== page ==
HUBUD
Knife
DRILL

Edged Weapon Flow Drills
hubud flow drill

HUBUD
Knife
DRILL

Edged Weapon
Flow Drills

KNIFE DRILLS

Hubud Flow Drills

KNIFE DRILLS

HUBUD flow drill

FULL BOX DRILL

Hubud is a partner-based drill that allows each training partner to cycle through a cyclical flow of defensive and offensive tactics.  Those unaware of the tactical benefits of the Hubud flow drill will liken it to katas or forms from traditional martial arts.  However, unlike katas and forms, Hubud can be adapted in tactically creative ways that teach students realistic responses to attacks, dynamic movement patterns and countervailing force tactics.

Hubud, short for Hubud Lubud, is a Filipino Martial Arts (FMA) close quarters flow drill that means "to tie and untie".   The drill is composed of three main elements: Receive, Redirect and Return.  To break it down further I emphasize a control element following the redirect to ensure we don't leave ourselves open for an attack while returning or feeding our partner.   

Receive— When receiving the incoming attack we must block (to protect from taking damage) while simultaneously looking to redirect (to reduce impact and transfer energy away).  Blocking isn't a static hard block, rather an initial contact defense with an immediate redirect.

Redirect— Upon initial contact (blocking) the most important step is to redirect the incoming attack energy to improve our position while weakening our opponents.  I typically refer to this as a "pass".  I want to pass the attacking limb by wedging my forearm between my blocking arm and the opponent's attacking arm. 

Control— After the redirecting and passing the opponent's attacking limb across their midline I want to control that arm from the outside with a C-clamp grip behind the elbow.  Make sure to keep the thumb up in your C-clamp grip to ensure they are not able to easily counter you. 

Return— To keep the Hubud drill flowing dynamically I need to feed my opponent an attack so they can run through the same Receive—Redirect—Control portion of the drill.  Aside from the drill, it is wise to learn how to immediately counterattack an opponent after you have successfully defended an initial attack.

Keep in mind this is a drill for specific skill development.  It's not fighting or sparring.  In a realistic scenario both you and your opponent will be moving dynamically and attacking with intent. The Hubud Flow Drill allows you to train lines of attack, lines of defense and tactical control of an opponent. From the Hubud you can achieve any of the three control positions: Arm Lock, Swim Through or Wrist Lock. Often your opponent will give you one of these in response to pain or pressure you apply in the drill. Each of the control positions provide a pain response and takedown, depending on your application of the technique.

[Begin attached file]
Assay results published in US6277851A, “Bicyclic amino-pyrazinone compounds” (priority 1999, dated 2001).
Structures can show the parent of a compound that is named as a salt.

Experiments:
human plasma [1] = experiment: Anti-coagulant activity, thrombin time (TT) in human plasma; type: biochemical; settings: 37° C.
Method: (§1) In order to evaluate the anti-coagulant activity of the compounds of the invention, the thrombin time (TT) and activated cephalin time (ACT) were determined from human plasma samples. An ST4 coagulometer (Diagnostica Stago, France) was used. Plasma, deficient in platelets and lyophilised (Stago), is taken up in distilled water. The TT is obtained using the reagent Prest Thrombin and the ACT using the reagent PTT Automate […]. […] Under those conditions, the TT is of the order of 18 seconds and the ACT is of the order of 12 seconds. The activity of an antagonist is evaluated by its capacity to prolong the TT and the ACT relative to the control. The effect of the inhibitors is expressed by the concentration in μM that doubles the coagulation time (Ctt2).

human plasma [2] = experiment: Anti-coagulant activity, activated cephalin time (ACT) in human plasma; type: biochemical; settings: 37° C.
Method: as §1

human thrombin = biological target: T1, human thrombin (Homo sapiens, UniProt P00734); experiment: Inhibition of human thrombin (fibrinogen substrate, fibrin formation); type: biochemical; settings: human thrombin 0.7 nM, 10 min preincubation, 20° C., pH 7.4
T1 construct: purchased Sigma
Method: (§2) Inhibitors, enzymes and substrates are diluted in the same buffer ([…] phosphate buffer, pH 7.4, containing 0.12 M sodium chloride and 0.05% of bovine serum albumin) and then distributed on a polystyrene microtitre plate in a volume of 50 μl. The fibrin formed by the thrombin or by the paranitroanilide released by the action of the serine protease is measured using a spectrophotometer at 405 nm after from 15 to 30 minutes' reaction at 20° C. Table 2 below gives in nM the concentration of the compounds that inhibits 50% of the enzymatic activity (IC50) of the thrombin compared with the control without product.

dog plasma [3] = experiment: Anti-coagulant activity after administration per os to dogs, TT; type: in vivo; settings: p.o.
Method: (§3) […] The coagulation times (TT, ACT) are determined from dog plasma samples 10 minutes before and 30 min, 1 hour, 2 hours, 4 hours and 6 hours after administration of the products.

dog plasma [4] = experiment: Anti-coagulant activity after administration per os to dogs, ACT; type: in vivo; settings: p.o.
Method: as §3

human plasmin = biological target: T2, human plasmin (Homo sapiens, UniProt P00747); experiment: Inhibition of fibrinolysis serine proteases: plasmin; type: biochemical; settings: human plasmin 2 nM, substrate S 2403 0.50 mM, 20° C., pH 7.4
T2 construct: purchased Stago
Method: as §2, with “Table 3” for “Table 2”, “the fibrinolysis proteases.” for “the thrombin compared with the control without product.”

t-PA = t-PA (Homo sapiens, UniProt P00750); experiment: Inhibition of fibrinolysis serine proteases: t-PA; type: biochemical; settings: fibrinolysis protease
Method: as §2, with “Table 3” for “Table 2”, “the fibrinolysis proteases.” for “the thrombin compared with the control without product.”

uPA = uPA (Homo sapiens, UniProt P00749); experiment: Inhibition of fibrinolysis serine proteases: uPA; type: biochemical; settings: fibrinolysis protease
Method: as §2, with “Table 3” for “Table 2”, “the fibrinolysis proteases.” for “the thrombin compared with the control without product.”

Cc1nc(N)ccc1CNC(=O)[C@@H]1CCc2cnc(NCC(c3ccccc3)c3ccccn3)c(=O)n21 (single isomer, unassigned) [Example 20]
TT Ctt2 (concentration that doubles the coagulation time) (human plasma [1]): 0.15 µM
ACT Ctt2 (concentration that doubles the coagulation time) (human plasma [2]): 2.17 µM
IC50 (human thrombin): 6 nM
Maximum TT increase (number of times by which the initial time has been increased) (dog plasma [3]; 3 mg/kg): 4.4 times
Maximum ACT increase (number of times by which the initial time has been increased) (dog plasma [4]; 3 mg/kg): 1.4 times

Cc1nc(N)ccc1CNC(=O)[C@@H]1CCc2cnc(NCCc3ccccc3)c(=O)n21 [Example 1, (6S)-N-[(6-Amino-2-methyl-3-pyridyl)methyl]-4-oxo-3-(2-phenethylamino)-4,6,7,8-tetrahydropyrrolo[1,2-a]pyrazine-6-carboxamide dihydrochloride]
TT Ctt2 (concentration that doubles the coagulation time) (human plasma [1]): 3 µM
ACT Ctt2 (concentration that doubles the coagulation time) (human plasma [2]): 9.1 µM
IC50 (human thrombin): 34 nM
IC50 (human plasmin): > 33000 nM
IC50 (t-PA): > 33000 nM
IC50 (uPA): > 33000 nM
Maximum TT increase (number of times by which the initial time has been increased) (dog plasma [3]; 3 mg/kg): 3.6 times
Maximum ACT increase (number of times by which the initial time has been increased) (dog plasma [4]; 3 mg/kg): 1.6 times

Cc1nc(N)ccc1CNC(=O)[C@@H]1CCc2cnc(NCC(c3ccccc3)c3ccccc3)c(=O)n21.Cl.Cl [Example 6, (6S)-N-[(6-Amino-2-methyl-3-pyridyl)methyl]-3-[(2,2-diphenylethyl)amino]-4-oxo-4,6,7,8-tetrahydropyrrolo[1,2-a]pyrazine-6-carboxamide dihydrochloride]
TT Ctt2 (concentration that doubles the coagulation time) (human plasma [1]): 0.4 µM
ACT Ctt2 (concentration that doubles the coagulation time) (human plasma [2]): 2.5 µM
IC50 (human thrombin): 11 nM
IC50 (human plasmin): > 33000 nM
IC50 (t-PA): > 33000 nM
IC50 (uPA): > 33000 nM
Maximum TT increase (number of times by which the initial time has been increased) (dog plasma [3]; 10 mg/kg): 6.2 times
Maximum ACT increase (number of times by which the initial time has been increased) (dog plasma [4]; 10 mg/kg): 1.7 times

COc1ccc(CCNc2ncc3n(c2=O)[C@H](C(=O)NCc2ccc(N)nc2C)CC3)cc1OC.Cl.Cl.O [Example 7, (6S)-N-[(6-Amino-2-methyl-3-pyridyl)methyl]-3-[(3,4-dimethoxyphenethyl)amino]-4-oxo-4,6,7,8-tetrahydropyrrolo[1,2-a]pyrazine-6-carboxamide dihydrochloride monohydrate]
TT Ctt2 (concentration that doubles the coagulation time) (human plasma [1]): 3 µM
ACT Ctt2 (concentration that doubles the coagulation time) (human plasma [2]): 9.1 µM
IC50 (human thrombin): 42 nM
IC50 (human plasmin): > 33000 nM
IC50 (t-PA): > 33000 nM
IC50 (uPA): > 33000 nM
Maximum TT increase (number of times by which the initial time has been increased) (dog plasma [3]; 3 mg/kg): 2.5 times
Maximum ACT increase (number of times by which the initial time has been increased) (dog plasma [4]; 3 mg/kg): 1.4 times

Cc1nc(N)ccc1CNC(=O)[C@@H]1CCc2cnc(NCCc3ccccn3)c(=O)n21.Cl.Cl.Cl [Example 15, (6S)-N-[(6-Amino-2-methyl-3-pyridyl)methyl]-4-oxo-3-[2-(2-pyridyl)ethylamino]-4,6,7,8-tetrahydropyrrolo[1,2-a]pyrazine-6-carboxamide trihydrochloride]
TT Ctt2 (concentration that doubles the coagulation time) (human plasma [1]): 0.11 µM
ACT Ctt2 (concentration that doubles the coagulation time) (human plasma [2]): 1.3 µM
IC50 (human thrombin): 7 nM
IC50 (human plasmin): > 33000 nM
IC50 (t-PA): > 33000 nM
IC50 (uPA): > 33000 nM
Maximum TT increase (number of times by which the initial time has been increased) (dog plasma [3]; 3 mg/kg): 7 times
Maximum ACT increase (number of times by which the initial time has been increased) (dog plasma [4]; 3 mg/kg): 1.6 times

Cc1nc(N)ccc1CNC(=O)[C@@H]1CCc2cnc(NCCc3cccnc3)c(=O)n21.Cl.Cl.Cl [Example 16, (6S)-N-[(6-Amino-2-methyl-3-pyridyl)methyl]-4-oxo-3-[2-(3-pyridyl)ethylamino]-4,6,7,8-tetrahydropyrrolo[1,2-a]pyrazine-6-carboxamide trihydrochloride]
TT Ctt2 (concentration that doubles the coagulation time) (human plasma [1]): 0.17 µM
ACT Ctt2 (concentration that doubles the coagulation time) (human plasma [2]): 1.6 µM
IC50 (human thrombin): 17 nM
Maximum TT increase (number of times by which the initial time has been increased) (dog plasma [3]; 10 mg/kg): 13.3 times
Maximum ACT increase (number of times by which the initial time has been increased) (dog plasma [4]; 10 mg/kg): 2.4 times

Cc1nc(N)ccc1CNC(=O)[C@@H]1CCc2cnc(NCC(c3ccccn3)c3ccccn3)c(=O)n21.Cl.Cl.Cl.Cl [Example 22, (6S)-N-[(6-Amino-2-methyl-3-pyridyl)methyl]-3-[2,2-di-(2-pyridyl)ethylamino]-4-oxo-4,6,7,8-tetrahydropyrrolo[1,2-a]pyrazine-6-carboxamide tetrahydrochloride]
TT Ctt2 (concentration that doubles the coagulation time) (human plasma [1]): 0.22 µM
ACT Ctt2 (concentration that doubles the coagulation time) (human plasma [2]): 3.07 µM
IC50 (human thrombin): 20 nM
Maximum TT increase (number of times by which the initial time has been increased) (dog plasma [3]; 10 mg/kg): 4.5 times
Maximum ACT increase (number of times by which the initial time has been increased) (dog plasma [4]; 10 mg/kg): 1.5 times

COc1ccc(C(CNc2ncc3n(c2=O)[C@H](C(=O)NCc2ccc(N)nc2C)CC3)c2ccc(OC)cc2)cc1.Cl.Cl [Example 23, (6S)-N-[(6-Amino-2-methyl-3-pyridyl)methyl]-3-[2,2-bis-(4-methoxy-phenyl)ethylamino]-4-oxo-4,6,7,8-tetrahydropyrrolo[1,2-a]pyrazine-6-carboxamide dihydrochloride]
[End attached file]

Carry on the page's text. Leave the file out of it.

Video Sections:
0:17  Hubud: Basics
1:52  Hubud Progressions: Armbar
3:09  Hubud Progressions: Swim Through
5:24  Hubud Progressions: Wrist Lock
6:53  Hubud: Final Details
Hubud is a partner-based drill that allows each training partner to cycle through a cyclical flow of defensive and offensive tactics.  Those unaware of the tactical benefits of the Hubud flow drill will liken it to katas or forms from traditional martial arts.  However, unlike katas and forms, Hubud can be adapted in tactically creative ways that teach students realistic responses to attacks, dynamic movement patterns and countervailing force tactics.

Hubud, short for Hubud Lubud, is a Filipino Martial Arts (FMA) close quarters flow drill that means "to tie and untie".   The drill is composed of three main elements: Receive, Redirect and Return.  To break it down further I emphasize a control element following the redirect to ensure we don't leave ourselves open for an attack while returning or feeding our partner.   

Receive— When receiving the incoming attack we must block (to protect from taking damage) while simultaneously looking to redirect (to reduce impact and transfer energy away).  Blocking isn't a static hard block, rather an initial contact defense with an immediate redirect.

Redirect— Upon initial contact (blocking) the most important step is to redirect the incoming attack energy to improve our position while weakening our opponents.  I typically refer to this as a "pass".  I want to pass the attacking limb by wedging my forearm between my blocking arm and the opponent's attacking arm. 

Control— After the redirecting and passing the opponent's attacking limb across their midline I want to control that arm from the outside with a C-clamp grip behind the elbow.  Make sure to keep the thumb up in your C-clamp grip to ensure they are not able to easily counter you. 

Return— To keep the Hubud drill flowing dynamically I need to feed my opponent an attack so they can run through the same Receive—Redirect—Control portion of the drill.  Aside from the drill, it is wise to learn how to immediately counterattack an opponent after you have successfully defended an initial attack.

Keep in mind this is a drill for specific skill development.  It's not fighting or sparring.  In a realistic scenario both you and your opponent will be moving dynamically and attacking with intent. The Hubud Flow Drill allows you to train lines of attack, lines of defense and tactical control of an opponent. From the Hubud you can achieve any of the three control positions: Arm Lock, Swim Through or Wrist Lock. Often your opponent will give you one of these in response to pain or pressure you apply in the drill. Each of the control positions provide a pain response and takedown, depending on your application of the technique.


Video Sections:
0:17  Hubud: Basics
1:52  Hubud Progressions: Armbar
3:09  Hubud Progressions: Swim Through
5:24  Hubud Progressions: Wrist Lock
6:53  Hubud: Final Details
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